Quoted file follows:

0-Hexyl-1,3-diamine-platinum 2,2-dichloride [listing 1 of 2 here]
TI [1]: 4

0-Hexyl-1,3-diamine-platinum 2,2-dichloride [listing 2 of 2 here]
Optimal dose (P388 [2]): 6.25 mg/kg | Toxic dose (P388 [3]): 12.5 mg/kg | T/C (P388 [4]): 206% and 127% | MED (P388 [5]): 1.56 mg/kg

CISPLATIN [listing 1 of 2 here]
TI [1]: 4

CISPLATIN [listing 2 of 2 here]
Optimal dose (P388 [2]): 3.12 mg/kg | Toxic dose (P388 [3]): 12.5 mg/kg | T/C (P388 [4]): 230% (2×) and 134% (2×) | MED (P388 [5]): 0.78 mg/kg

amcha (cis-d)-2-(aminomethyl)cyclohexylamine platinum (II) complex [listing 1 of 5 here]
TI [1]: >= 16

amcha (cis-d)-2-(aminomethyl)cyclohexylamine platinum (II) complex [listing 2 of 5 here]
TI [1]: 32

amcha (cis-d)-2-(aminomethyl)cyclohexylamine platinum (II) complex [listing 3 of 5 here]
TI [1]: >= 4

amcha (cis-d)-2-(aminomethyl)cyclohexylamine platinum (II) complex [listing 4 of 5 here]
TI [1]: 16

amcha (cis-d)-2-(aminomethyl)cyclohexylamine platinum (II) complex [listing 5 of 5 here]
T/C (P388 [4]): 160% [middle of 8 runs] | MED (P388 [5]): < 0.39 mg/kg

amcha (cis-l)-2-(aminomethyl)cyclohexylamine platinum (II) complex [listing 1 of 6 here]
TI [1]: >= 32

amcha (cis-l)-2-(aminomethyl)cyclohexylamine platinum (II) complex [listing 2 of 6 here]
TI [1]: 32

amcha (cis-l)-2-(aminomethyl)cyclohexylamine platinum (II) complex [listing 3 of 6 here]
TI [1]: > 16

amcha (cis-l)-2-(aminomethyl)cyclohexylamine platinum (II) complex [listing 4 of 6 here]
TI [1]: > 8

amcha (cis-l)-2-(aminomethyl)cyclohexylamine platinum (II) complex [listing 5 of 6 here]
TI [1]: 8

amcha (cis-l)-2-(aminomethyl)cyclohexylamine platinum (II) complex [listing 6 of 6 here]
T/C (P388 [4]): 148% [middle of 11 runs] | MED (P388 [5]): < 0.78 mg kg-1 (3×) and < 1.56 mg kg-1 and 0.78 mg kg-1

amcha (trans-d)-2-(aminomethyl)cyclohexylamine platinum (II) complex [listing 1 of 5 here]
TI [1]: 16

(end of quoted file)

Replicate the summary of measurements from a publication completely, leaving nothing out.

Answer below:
0-Hexyl-1,3-diamine-platinum 2,2-dichloride [listing 1 of 2 here]
TI [1]: 4

0-Hexyl-1,3-diamine-platinum 2,2-dichloride [listing 2 of 2 here]
Optimal dose (P388 [2]): 6.25 mg/kg | Toxic dose (P388 [3]): 12.5 mg/kg | T/C (P388 [4]): 206% and 127% | MED (P388 [5]): 1.56 mg/kg

CISPLATIN [listing 1 of 2 here]
TI [1]: 4

CISPLATIN [listing 2 of 2 here]
Optimal dose (P388 [2]): 3.12 mg/kg | Toxic dose (P388 [3]): 12.5 mg/kg | T/C (P388 [4]): 230% (2×) and 134% (2×) | MED (P388 [5]): 0.78 mg/kg

amcha (cis-d)-2-(aminomethyl)cyclohexylamine platinum (II) complex [listing 1 of 5 here]
TI [1]: >= 16

amcha (cis-d)-2-(aminomethyl)cyclohexylamine platinum (II) complex [listing 2 of 5 here]
TI [1]: 32

amcha (cis-d)-2-(aminomethyl)cyclohexylamine platinum (II) complex [listing 3 of 5 here]
TI [1]: >= 4

amcha (cis-d)-2-(aminomethyl)cyclohexylamine platinum (II) complex [listing 4 of 5 here]
TI [1]: 16

amcha (cis-d)-2-(aminomethyl)cyclohexylamine platinum (II) complex [listing 5 of 5 here]
T/C (P388 [4]): 160% [middle of 8 runs] | MED (P388 [5]): < 0.39 mg/kg

amcha (cis-l)-2-(aminomethyl)cyclohexylamine platinum (II) complex [listing 1 of 6 here]
TI [1]: >= 32

amcha (cis-l)-2-(aminomethyl)cyclohexylamine platinum (II) complex [listing 2 of 6 here]
TI [1]: 32

amcha (cis-l)-2-(aminomethyl)cyclohexylamine platinum (II) complex [listing 3 of 6 here]
TI [1]: > 16

amcha (cis-l)-2-(aminomethyl)cyclohexylamine platinum (II) complex [listing 4 of 6 here]
TI [1]: > 8

amcha (cis-l)-2-(aminomethyl)cyclohexylamine platinum (II) complex [listing 5 of 6 here]
TI [1]: 8

amcha (cis-l)-2-(aminomethyl)cyclohexylamine platinum (II) complex [listing 6 of 6 here]
T/C (P388 [4]): 148% [middle of 11 runs] | MED (P388 [5]): < 0.78 mg kg-1 (3×) and < 1.56 mg kg-1 and 0.78 mg kg-1

amcha (trans-d)-2-(aminomethyl)cyclohexylamine platinum (II) complex [listing 1 of 5 here]
TI [1]: 16